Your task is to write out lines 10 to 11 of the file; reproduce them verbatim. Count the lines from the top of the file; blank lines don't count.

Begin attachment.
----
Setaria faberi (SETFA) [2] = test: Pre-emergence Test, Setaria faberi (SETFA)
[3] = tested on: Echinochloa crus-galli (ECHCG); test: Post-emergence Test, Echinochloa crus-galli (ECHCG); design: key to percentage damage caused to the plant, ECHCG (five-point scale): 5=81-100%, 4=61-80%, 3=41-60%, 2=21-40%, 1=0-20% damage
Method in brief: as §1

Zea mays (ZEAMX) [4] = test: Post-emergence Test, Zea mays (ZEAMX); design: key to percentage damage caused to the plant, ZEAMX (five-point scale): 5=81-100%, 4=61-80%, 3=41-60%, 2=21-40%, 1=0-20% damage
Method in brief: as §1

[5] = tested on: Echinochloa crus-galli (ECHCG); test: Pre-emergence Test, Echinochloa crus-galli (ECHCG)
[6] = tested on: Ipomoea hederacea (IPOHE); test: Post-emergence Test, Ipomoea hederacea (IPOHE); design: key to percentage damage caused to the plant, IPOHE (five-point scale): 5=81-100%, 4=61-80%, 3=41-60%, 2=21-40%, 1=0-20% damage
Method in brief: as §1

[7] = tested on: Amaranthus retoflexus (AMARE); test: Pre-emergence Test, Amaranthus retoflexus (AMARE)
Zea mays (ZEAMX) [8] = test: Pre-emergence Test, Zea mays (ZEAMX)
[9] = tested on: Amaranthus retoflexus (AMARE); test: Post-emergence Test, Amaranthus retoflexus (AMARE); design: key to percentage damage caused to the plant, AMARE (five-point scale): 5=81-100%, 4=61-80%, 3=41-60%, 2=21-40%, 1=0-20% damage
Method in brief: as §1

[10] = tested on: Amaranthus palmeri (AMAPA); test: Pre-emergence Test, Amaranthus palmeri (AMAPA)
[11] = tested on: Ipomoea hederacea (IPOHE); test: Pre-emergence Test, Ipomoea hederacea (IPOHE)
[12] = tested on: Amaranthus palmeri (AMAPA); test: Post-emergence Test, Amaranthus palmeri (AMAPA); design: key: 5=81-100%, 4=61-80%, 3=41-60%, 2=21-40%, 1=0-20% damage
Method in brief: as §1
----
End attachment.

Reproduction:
Zea mays (ZEAMX) [8] = test: Pre-emergence Test, Zea mays (ZEAMX)
[9] = tested on: Amaranthus retoflexus (AMARE); test: Post-emergence Test, Amaranthus retoflexus (AMARE); design: key to percentage damage caused to the plant, AMARE (five-point scale): 5=81-100%, 4=61-80%, 3=41-60%, 2=21-40%, 1=0-20% damage